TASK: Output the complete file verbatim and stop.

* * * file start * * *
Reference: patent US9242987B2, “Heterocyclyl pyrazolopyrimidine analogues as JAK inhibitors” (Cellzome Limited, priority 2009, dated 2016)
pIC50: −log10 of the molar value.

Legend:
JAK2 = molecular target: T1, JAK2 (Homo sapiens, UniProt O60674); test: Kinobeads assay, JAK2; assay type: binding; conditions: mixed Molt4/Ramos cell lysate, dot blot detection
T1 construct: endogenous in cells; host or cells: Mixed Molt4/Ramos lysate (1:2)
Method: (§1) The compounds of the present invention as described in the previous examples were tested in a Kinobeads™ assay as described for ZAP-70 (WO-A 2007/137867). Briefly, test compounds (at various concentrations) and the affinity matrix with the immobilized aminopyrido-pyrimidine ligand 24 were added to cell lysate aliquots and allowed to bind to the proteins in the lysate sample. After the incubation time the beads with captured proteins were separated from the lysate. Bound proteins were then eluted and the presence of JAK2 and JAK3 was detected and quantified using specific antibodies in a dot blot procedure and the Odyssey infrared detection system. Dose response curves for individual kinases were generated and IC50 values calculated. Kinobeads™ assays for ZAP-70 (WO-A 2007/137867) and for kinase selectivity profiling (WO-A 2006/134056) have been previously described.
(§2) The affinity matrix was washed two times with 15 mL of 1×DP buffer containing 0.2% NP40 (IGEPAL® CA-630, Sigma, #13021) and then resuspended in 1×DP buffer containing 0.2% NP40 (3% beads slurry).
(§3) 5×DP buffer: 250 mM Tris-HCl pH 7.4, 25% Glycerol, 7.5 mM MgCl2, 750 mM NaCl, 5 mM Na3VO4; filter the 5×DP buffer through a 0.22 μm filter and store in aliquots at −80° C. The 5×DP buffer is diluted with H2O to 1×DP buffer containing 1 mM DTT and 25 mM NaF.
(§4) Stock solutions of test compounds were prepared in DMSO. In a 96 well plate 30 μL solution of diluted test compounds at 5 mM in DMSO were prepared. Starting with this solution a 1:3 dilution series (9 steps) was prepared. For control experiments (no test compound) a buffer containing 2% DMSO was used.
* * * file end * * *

Reference: patent US9242987B2, “Heterocyclyl pyrazolopyrimidine analogues as JAK inhibitors” (Cellzome Limited, priority 2009, dated 2016)
pIC50: −log10 of the molar value.

Legend:
JAK2 = molecular target: T1, JAK2 (Homo sapiens, UniProt O60674); test: Kinobeads assay, JAK2; assay type: binding; conditions: mixed Molt4/Ramos cell lysate, dot blot detection
T1 construct: endogenous in cells; host or cells: Mixed Molt4/Ramos lysate (1:2)
Method: (§1) The compounds of the present invention as described in the previous examples were tested in a Kinobeads™ assay as described for ZAP-70 (WO-A 2007/137867). Briefly, test compounds (at various concentrations) and the affinity matrix with the immobilized aminopyrido-pyrimidine ligand 24 were added to cell lysate aliquots and allowed to bind to the proteins in the lysate sample. After the incubation time the beads with captured proteins were separated from the lysate. Bound proteins were then eluted and the presence of JAK2 and JAK3 was detected and quantified using specific antibodies in a dot blot procedure and the Odyssey infrared detection system. Dose response curves for individual kinases were generated and IC50 values calculated. Kinobeads™ assays for ZAP-70 (WO-A 2007/137867) and for kinase selectivity profiling (WO-A 2006/134056) have been previously described.
(§2) The affinity matrix was washed two times with 15 mL of 1×DP buffer containing 0.2% NP40 (IGEPAL® CA-630, Sigma, #13021) and then resuspended in 1×DP buffer containing 0.2% NP40 (3% beads slurry).
(§3) 5×DP buffer: 250 mM Tris-HCl pH 7.4, 25% Glycerol, 7.5 mM MgCl2, 750 mM NaCl, 5 mM Na3VO4; filter the 5×DP buffer through a 0.22 μm filter and store in aliquots at −80° C. The 5×DP buffer is diluted with H2O to 1×DP buffer containing 1 mM DTT and 25 mM NaF.
(§4) Stock solutions of test compounds were prepared in DMSO. In a 96 well plate 30 μL solution of diluted test compounds at 5 mM in DMSO were prepared. Starting with this solution a 1:3 dilution series (9 steps) was prepared. For control experiments (no test compound) a buffer containing 2% DMSO was used.